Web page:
American Frontier Essays

  • Myth Of The American Frontier

    1054 Words  | 3 Pages

    Perhaps the most significant myth in American culture is that of the American frontier. Its symbolic meaning created such moral, ethical, and emotional values in American that it paved the way for a country that would grow from an East Coast settlement, to a coast-to-coast nation of progress. One of the most famous stories in frontier mythology is that of Paul Bunyan. Although Bunyan’s stories didn’t appear on paper until the early twentieth century, his stories were passed down by word of mouth

  • Colonists and Indians Fight for Mutual Interests on the American Frontier

    2234 Words  | 5 Pages

    Colonists and Indians Fight for Mutual Interests on the American Frontier Since the settling of the English colonies in the early 17th century, pioneers have been destined to expand into the North American frontier and to domesticate it with their Christian faith and progressive nature. In their exploration of the frontier, however, the Puritan colonists often encountered Indians whose savagery challenged their discipline and morals. Just as the colonists expanded, Indians also saw their native

  • Frontier Expansion vs. the American Bison

    881 Words  | 2 Pages

    Frontier Expansion vs. the American Bison “The wilderness masters the colonist. It finds him a European in dress, industries, tools, modes of travel, and thought. It takes him from the railroad car and puts him in the birch canoe. It strips off the garments of civilization and arrays him in the hunting shirt and the moccasin. It puts him in the log cabin.... Before long he has gone to planting Indian corn and plowing with a sharp stick.... In short, at the frontier the environment is at first

  • The American Frontier Summary

    601 Words  | 2 Pages

    of the American Frontier Maryanne Kearny, Joann Crandall, and Edward N. Kearny write about the impact of the American frontier in their book the American Ways. They mention the core role of the frontier heritage in shaping the American values, and how the majority of the contemporary people tend to reveal the character of life on the frontier. Furthermore, the authors explain how the movies and the TV shows represent the cowboy as a hero, and they left behind the fact about the frontier behavior

  • American Frontier Thesis

    1296 Words  | 3 Pages

    By the end of the American Civil War in 1865, a new post-war reality had manifested for those living within the bounds of the United States and its attendant territories. Whites in both the North and South would be adjusting to Southern Reconstruction and rapid industrialization, African Americans dealing with their new but limited freedoms, and Indian Peoples grappling with broken promises made by both the Union and Confederacy during the war. As non-citizens, the Indian Peoples were generally alienated

  • How Did The Frontier Shaped American Culture

    927 Words  | 2 Pages

    interpretation of the frontier played a decisive role in shaping american identity. The crucial element Turner argue that transformed the europeans to americans was the process of settling the frontier.He theorized that the frontier was a process that transformed Europeans into a new people, the Americans.Although there were people that disagreed with the thesis stating that many factors influenced american culture besides the looming frontier. The significance of the frontier was that as pioneers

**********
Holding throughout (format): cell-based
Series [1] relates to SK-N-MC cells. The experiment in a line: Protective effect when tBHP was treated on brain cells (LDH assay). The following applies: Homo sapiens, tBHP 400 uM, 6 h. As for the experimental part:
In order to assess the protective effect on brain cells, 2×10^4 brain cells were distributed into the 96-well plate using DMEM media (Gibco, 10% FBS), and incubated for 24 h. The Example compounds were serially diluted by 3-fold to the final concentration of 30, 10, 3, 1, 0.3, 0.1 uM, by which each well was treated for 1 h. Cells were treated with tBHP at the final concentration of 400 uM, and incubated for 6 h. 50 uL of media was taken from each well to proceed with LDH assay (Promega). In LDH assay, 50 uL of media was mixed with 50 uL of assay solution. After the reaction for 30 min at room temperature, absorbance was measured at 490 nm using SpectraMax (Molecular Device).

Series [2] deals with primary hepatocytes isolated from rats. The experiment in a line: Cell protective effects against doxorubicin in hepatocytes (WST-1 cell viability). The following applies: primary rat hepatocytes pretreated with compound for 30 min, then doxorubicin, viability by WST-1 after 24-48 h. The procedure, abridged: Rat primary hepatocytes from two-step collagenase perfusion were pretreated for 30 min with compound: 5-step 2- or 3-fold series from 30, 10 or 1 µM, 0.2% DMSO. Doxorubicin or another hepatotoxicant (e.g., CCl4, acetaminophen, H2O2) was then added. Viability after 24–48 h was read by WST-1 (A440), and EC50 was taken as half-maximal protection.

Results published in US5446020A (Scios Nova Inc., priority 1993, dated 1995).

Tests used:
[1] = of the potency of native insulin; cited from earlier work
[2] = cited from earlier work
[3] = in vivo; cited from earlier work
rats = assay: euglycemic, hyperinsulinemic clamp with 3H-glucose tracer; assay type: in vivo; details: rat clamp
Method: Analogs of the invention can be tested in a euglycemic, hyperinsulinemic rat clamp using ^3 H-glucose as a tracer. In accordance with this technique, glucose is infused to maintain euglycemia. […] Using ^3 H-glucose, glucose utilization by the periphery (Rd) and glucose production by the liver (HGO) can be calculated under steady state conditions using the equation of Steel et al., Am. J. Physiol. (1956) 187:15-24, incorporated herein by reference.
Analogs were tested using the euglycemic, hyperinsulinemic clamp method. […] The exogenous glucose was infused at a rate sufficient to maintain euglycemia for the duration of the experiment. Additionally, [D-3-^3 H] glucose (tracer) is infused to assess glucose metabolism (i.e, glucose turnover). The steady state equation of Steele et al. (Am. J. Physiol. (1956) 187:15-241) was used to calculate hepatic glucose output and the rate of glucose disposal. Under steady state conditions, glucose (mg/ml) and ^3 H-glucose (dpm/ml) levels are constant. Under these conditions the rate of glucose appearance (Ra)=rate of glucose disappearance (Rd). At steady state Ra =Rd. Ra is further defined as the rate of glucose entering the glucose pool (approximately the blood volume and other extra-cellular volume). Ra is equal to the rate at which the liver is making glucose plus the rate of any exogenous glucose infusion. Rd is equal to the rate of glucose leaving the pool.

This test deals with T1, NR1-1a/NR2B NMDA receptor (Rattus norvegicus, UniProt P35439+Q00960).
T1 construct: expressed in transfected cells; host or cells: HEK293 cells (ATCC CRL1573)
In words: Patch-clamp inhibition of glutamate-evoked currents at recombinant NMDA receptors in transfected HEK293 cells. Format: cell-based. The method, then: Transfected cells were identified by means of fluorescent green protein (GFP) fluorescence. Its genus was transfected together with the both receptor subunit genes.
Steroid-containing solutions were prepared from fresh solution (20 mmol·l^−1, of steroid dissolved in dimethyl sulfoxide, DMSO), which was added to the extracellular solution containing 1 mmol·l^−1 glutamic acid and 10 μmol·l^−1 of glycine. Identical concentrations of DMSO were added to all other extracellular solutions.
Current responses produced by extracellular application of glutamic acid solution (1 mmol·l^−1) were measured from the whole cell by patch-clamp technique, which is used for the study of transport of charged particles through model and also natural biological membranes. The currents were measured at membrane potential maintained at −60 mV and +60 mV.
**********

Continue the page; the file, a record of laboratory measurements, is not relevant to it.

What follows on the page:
• Frederick Jackson Turner American Frontier

    516 Words  | 2 Pages

    an American Historian in early 20th century, described frontier as a confluence of civilization and savagery or the sparsely populated area beyond which wilderness exists. Turner segregated the American frontier from the European frontier by highlighting a striking contrast between the two. The American frontier was dynamic, unlike the static European frontier which was set by fix boundaries dividing specific populated areas (or different countries). Furthermore, he elaborates the American frontier

  • American Frontier Research Paper

    582 Words  | 2 Pages

    The American frontier is strongly eminent from the European frontier. And yet, as one studies the history of the American frontier, the Europeans played a ‘key’ role in settlement. When the Europeans entered the belt of the Atlantic Ocean, and stepped onto the sandy shores of the American coast, one wonders. How did they transform into an American, so different in contrast from the demanding, harsh environment of Europe? They brought the European ‘germ’ with them, and as years moved on, it developed

  • Jackson Turner Frontier In American History

    589 Words  | 2 Pages

    The significance of Frontier in American History is a thesis paper that was written and delivered by Jackson Turner on 12th July 1893. Turner delivered this paper during a yearly meeting of the fledging American Historical Association that was being held at Chicago. I believe this paper had a lot of impact on the study of American History specifically in colleges and universities. The original paper was informed from twelve sources. Turner wrote this paper and formed the frontier theory following the

  • Essay On The American Frontier

    623 Words  | 2 Pages

    The American frontier began in the year of 1607 in Jamestown, Virginia. This was the earliest days of European settlement. The frontier paved the path to essentially what is known as the United States of America. There are a plethora of claims concerning the frontier. Some historians claim that the frontier created the spirit of American equality, while others believe America is essentially a place of inequality. There are arguments for both sides depending on the person asked and their background

  • Masculine Discrepancies on the Frontier: James Fenimore Cooper's Ideal American Man